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Psychedelic mushrooms, ayahuasca and other hallucinogens

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BentBuddha

(NaturalNews) They're technically illegal in all 50 states. But so-called "magic mushrooms," or what street dealers and those in the know refer to as "shrooms," are a highly medicinal reparative food that scientific research put out by the University of South Florida suggests could be used to improve cognitive function. Researchers at the school found that a prominent substance in shrooms known as psilocybin, which is considered an illegal Schedule I drug by the federal government, has the ability to regenerate new brain cells and potentially even cure mental illness.

Much like the cannabinoids found naturally in cannabis, the psilocybin in shrooms binds to special receptors in the brain that help stimulate growth and healing, in this case brain cell growth and regeneration. After testing psilocybin on several groups of mice, the research team found that psilocybin helps repair damaged brains cells and alleviate or even cure mental disorders like post-traumatic stress disorder (PTSD) and clinical depression.

Dr. Juan R. Sanchez-Ramos, M.D., Ph.D., lead author of the study, arrived at this conclusion after testing the effects of psilocybin on mice trained to fear an electric shock when hearing a sound associated with that shock. Mice given small doses of psilocybin learned to stop reacting to the noise much more quickly than those given no psilocybin, illustrating the ability of the compound to literally rewire neurons and promote positive changes in memory.

Recognized as a "nootropic" agent, psilocybin appears to have numerous pro-cognitive functions that can help improve the overall function of the brain's hippocampus, or HP, which is responsible for learning and converting short-term memories into long-term memories. According to Dr. Sanchez-Ramos' research, the ability of the HP to perform these and other functions is dependent upon the generation of new neurons in the brain, which psilocybin is capable of facilitating.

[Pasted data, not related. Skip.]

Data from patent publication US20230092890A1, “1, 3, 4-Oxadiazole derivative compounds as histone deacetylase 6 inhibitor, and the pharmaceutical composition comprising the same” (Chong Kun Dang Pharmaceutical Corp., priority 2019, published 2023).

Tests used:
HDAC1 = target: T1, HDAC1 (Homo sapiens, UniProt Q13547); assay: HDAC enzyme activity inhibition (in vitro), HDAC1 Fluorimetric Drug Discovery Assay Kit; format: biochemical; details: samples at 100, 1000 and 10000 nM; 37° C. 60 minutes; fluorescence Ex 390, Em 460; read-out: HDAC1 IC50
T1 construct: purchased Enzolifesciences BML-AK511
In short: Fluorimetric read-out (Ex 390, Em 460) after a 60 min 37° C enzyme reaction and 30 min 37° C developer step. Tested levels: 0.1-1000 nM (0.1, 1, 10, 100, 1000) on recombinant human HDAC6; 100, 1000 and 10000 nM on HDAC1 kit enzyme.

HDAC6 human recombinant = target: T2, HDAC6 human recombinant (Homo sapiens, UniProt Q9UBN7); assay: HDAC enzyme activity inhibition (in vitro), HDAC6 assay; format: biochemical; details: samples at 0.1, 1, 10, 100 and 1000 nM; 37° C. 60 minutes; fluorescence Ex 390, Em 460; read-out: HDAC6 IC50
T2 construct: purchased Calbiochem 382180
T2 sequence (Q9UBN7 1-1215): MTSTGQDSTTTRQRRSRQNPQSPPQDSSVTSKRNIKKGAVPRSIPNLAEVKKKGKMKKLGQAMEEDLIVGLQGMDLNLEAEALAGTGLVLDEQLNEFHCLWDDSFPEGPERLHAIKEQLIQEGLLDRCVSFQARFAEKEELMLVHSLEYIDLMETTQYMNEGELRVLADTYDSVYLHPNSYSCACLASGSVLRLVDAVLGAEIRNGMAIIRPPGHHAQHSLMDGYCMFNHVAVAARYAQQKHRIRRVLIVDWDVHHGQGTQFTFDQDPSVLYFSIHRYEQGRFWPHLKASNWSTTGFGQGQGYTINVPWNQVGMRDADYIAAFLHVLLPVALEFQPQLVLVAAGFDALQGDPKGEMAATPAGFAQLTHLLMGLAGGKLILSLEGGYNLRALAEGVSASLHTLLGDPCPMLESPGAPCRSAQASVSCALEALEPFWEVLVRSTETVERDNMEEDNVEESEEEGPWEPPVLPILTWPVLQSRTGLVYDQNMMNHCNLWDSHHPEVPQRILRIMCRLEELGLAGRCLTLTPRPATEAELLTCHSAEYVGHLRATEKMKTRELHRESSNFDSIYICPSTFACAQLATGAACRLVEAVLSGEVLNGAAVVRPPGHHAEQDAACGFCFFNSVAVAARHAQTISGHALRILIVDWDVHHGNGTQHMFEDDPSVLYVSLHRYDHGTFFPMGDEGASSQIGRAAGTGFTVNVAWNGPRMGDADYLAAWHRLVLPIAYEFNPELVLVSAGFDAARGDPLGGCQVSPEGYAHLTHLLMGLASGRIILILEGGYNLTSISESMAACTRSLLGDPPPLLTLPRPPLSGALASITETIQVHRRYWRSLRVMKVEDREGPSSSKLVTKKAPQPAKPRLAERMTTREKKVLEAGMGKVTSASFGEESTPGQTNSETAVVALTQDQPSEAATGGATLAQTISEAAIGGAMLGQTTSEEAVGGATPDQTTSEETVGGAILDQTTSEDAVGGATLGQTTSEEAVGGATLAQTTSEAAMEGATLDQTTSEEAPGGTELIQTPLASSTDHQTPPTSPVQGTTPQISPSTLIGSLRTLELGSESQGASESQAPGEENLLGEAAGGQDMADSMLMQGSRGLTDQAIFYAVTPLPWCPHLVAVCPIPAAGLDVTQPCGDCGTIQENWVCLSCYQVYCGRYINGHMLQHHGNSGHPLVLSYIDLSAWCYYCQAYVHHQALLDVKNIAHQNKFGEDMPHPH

"The proposition that psilocybin impacts cognition and stimulates hippocampal neurogenesis is based on extensive evidence that serotonin (5-hydroxytryptamine or 5-HT) acting on specific 5-HT receptor sub-types (most likely the 5-HT2A receptor) is involved in the regulation of neurogenesis in hippocampus," says Dr. Sanchez-Ramos. "The in vitro and in vivo animal data is compelling enough to explore whether psilocybin will enhance neurogenesis and result in measurable improvements in learning."
 

Psilocybin as a side effect-free alternative to antidepressants

Because of its ability to stimulate new neuronal connections, psilocybin may also be effective in the treatment of depression. According to Higher Perspective, people who are depressed typically have an overactive prefrontal cortex, an area of the brain that is directly affected by psilocybin. Related research out of the U.K. confirms this, having found that psilocybin literally switches off the anterior cingulate cortex, allowing depressed individuals to experience relief.